Dad of A Diabetic Daughter Doing Difficult Duty Running Ragnar Right

I would highly recommend every parent of a young child with type 1 diabetes spend some time doing something difficult -- immersed in a group of grown adults with type 1 diabetes.  Last month I had the privilege of running Ragnar Trails Cascades with Team ConnecT1D. The run was AMAZINGLY fun, of course, but the experience of being the only person on the team with a fully-functional pancreas really had an unexpected impact on me. It was a little bit depressing - and yet tremendously inspirational.

My INTENT was to show my nine-year old daughter Darcie, who has type 1 diabetes, and LOVES to run, that she doesn't have to slow down, even though exercising, and distance running in particular, can be a little tricky for someone with type 1 diabetes. In particular, it is common for someone with type 1 diabetes to experience a 'low'* (hypoglycemia) when running, or at least have to carefully plan ahead to avoid it. I am regularly seen at Seattle-area 5K runs and CYO cross country meets, cheering Darcie on, yelling for her to check her blood sugar, and occasionally throwing rolls of Smarties candies at her.

To understand why running with Team ConnecT1D could have been a little bit depressing, it's probably helpful to understand a little more of my relationship with diabetes going into the weekend. Darcie was diagnosed with type 1 diabetes a little over a year ago, and in that time our family has learned a lot. We've learned just a ton of technical stuff about blood sugar and carbohydrates. We've also learned a ton of practical stuff, like how to keep insulin cool while hiking. And we've also learned a lot of really obscure stuff, like mold grows scary fast around the water line in the toilet bowl when her glucose runs high. I feel like we've already learned just a whole lot of _stuff_ - and yet we've still got a very long way to go. We also know a handful of adults with type 1 diabetes, including some very close friends, who we knew well before our daughter was diagnosed. The gist is that living around diabetes certainly wasn't new to me going into the weekend.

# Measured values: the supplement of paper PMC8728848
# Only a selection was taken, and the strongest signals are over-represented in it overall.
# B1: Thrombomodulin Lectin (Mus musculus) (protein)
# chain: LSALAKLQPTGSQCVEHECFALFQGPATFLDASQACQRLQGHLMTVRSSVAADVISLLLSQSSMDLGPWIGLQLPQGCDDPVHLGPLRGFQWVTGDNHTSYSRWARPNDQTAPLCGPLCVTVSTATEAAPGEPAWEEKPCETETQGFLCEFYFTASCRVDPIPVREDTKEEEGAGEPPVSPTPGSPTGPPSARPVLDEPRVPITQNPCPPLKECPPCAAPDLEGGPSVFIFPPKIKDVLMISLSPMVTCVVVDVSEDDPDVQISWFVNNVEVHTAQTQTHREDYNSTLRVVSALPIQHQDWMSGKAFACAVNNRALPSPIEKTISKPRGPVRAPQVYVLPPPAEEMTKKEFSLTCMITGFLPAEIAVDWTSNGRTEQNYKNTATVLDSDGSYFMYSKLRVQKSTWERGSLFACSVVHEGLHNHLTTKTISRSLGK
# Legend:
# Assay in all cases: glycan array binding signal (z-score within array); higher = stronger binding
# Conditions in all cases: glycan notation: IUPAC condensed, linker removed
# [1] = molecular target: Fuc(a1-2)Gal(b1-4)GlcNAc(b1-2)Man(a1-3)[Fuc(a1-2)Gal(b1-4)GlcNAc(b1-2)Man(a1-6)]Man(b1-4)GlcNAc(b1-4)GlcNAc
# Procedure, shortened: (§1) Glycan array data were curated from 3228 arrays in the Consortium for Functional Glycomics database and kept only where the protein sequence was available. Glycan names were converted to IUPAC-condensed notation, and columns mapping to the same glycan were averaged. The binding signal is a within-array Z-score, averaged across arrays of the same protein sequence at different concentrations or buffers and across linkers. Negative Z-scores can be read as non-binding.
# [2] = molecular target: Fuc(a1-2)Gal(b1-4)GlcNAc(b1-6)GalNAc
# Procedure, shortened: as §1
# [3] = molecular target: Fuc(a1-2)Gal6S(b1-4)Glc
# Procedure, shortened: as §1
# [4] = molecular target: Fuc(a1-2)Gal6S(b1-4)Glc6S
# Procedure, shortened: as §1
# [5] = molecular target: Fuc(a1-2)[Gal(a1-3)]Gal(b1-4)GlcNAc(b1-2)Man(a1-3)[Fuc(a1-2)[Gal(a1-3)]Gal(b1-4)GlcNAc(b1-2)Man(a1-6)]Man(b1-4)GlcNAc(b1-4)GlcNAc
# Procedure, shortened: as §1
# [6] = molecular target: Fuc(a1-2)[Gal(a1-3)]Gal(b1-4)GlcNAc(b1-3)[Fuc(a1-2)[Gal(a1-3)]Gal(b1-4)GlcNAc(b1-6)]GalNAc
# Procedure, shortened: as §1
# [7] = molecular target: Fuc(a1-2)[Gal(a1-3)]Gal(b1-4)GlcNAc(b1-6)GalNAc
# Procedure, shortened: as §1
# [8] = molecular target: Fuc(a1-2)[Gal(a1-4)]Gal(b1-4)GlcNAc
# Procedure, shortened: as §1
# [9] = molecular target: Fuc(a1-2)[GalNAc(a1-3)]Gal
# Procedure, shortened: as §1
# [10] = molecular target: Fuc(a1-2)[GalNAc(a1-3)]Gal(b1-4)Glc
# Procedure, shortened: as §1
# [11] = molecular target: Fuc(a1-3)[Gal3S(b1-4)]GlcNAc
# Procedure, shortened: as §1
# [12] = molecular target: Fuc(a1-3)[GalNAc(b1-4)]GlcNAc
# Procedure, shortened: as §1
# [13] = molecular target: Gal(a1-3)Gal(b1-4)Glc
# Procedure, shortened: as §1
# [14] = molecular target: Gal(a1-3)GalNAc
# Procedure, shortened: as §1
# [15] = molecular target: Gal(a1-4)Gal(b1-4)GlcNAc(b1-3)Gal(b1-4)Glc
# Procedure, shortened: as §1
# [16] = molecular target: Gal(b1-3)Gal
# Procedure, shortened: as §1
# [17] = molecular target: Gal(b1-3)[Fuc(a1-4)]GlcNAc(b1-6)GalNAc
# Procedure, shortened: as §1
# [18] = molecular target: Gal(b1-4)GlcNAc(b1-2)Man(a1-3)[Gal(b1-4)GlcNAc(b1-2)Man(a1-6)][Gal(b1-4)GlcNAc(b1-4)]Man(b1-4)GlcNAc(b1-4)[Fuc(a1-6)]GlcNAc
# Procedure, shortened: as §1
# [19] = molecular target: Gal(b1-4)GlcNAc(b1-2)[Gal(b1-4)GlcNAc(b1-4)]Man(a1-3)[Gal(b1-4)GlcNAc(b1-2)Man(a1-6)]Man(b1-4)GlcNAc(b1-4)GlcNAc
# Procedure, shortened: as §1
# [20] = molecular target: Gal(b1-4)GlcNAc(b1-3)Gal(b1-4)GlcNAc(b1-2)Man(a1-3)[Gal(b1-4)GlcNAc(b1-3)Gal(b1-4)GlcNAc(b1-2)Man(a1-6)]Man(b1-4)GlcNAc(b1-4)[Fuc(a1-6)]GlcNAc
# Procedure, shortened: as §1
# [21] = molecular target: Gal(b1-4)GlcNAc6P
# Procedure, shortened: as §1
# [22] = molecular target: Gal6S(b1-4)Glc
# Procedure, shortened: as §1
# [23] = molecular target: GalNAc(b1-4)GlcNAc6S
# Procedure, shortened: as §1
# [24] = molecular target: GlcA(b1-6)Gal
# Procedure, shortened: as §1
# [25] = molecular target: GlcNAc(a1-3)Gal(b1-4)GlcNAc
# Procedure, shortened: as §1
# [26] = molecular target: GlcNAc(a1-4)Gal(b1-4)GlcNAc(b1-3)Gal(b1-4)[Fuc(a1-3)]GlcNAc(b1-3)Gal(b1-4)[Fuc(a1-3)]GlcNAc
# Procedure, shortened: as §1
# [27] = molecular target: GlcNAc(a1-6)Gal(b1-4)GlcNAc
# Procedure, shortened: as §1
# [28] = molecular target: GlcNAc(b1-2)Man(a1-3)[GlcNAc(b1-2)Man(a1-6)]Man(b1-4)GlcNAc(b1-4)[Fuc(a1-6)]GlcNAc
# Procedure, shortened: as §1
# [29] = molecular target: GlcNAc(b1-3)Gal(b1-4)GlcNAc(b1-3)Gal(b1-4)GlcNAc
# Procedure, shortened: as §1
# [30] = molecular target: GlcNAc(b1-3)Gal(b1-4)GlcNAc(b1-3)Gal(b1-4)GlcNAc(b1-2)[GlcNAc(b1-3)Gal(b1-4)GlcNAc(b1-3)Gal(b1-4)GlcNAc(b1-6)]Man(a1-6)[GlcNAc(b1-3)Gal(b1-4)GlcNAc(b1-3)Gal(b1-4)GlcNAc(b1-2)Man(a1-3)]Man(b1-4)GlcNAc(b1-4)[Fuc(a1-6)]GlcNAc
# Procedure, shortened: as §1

What WAS new to me, however, was being immersed among adults checking blood sugars, counting carbs, taking insulin, treating lows, and even licking the blood off their finger - in my mind, resonating: just exactly like my daughter does. The reason the weekend was a little depressing is because witnessing that really drove the point home that, until a cure is found, this really is an every day, every night, 24/7, 365 - forever - thing. I knew that already, intellectually, and have even accepted that, emotionally - but last month I got to see what it really looks like, and that's certainly as close as I've ever been to 'living' it. I found that just a little depressing - but - just a little.

'Just a little' because if we would have just been 'camping', that probably would have been it. A little depressing. Rewinding to my initial call-to-action, I'd encourage you parents of kids with type 1 diabetes not just to 'spend time' with some adults with type 1 diabetes, but to do something challenging.